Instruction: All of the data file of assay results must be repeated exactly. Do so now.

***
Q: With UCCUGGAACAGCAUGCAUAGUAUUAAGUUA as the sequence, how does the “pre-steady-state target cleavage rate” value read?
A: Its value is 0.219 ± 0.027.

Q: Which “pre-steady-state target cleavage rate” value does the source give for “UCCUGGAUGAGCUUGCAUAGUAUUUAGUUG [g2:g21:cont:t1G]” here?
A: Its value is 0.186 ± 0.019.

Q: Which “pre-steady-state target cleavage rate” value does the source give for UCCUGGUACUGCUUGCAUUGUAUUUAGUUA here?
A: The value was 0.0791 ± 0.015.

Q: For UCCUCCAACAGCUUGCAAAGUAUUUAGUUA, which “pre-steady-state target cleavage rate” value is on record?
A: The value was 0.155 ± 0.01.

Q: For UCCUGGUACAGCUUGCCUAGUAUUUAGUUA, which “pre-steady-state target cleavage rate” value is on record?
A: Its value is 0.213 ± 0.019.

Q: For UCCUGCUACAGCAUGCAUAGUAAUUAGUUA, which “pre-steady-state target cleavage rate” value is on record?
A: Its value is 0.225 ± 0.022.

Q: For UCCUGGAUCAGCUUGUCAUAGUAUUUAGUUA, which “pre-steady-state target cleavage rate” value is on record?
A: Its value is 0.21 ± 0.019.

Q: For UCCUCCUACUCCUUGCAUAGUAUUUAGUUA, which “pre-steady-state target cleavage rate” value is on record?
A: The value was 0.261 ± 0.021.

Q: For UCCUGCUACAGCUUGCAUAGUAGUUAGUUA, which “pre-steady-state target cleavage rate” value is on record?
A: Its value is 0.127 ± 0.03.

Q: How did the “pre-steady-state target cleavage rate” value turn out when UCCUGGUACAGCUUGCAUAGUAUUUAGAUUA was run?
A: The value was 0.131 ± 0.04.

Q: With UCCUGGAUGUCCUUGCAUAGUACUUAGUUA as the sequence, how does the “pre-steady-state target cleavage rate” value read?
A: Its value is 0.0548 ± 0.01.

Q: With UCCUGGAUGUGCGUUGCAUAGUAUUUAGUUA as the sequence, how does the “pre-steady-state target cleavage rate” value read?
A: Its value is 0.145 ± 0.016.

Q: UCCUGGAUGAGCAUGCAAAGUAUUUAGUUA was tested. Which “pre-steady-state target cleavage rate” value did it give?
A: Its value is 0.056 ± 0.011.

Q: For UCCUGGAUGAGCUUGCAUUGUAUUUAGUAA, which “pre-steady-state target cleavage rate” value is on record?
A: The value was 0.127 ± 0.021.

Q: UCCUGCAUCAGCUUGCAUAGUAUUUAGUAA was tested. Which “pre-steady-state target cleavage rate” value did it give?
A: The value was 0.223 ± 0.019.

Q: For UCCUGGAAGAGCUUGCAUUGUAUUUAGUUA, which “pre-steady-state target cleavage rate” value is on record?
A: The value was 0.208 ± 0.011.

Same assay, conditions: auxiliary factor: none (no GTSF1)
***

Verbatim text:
Q: With UCCUGGAACAGCAUGCAUAGUAUUAAGUUA as the sequence, how does the “pre-steady-state target cleavage rate” value read?
A: Its value is 0.219 ± 0.027.

Q: Which “pre-steady-state target cleavage rate” value does the source give for “UCCUGGAUGAGCUUGCAUAGUAUUUAGUUG [g2:g21:cont:t1G]” here?
A: Its value is 0.186 ± 0.019.

Q: Which “pre-steady-state target cleavage rate” value does the source give for UCCUGGUACUGCUUGCAUUGUAUUUAGUUA here?
A: The value was 0.0791 ± 0.015.

Q: For UCCUCCAACAGCUUGCAAAGUAUUUAGUUA, which “pre-steady-state target cleavage rate” value is on record?
A: The value was 0.155 ± 0.01.

Q: For UCCUGGUACAGCUUGCCUAGUAUUUAGUUA, which “pre-steady-state target cleavage rate” value is on record?
A: Its value is 0.213 ± 0.019.

Q: For UCCUGCUACAGCAUGCAUAGUAAUUAGUUA, which “pre-steady-state target cleavage rate” value is on record?
A: Its value is 0.225 ± 0.022.

Q: For UCCUGGAUCAGCUUGUCAUAGUAUUUAGUUA, which “pre-steady-state target cleavage rate” value is on record?
A: Its value is 0.21 ± 0.019.

Q: For UCCUCCUACUCCUUGCAUAGUAUUUAGUUA, which “pre-steady-state target cleavage rate” value is on record?
A: The value was 0.261 ± 0.021.

Q: For UCCUGCUACAGCUUGCAUAGUAGUUAGUUA, which “pre-steady-state target cleavage rate” value is on record?
A: Its value is 0.127 ± 0.03.

Q: How did the “pre-steady-state target cleavage rate” value turn out when UCCUGGUACAGCUUGCAUAGUAUUUAGAUUA was run?
A: The value was 0.131 ± 0.04.

Q: With UCCUGGAUGUCCUUGCAUAGUACUUAGUUA as the sequence, how does the “pre-steady-state target cleavage rate” value read?
A: Its value is 0.0548 ± 0.01.

Q: With UCCUGGAUGUGCGUUGCAUAGUAUUUAGUUA as the sequence, how does the “pre-steady-state target cleavage rate” value read?
A: Its value is 0.145 ± 0.016.

Q: UCCUGGAUGAGCAUGCAAAGUAUUUAGUUA was tested. Which “pre-steady-state target cleavage rate” value did it give?
A: Its value is 0.056 ± 0.011.

Q: For UCCUGGAUGAGCUUGCAUUGUAUUUAGUAA, which “pre-steady-state target cleavage rate” value is on record?
A: The value was 0.127 ± 0.021.

Q: UCCUGCAUCAGCUUGCAUAGUAUUUAGUAA was tested. Which “pre-steady-state target cleavage rate” value did it give?
A: The value was 0.223 ± 0.019.

Q: For UCCUGGAAGAGCUUGCAUUGUAUUUAGUUA, which “pre-steady-state target cleavage rate” value is on record?
A: The value was 0.208 ± 0.011.

Same assay, conditions: auxiliary factor: none (no GTSF1)